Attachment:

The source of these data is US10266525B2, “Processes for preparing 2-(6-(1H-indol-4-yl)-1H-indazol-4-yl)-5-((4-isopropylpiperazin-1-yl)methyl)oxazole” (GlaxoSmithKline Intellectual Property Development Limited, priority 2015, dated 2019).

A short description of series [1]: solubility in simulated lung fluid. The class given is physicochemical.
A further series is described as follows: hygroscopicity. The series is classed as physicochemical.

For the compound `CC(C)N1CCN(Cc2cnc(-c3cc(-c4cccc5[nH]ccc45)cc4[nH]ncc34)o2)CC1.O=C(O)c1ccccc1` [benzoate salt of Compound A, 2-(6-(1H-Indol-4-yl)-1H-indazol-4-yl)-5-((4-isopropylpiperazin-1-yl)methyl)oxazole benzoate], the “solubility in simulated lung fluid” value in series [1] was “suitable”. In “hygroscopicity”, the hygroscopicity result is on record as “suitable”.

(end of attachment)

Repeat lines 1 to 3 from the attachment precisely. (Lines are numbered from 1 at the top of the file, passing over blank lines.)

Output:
The source of these data is US10266525B2, “Processes for preparing 2-(6-(1H-indol-4-yl)-1H-indazol-4-yl)-5-((4-isopropylpiperazin-1-yl)methyl)oxazole” (GlaxoSmithKline Intellectual Property Development Limited, priority 2015, dated 2019).

A short description of series [1]: solubility in simulated lung fluid. The class given is physicochemical.
A further series is described as follows: hygroscopicity. The series is classed as physicochemical.